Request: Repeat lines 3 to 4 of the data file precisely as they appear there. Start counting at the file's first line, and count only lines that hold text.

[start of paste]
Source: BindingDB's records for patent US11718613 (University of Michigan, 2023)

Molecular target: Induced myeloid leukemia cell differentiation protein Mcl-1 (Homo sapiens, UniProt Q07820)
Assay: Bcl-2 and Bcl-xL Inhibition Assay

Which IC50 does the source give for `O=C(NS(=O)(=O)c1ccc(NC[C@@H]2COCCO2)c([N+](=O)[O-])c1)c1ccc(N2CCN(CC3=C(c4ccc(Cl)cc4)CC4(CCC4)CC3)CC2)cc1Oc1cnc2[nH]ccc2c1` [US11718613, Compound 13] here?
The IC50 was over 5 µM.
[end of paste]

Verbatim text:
Assay: Bcl-2 and Bcl-xL Inhibition Assay

Which IC50 does the source give for `O=C(NS(=O)(=O)c1ccc(NC[C@@H]2COCCO2)c([N+](=O)[O-])c1)c1ccc(N2CCN(CC3=C(c4ccc(Cl)cc4)CC4(CCC4)CC3)CC2)cc1Oc1cnc2[nH]ccc2c1` [US11718613, Compound 13] here?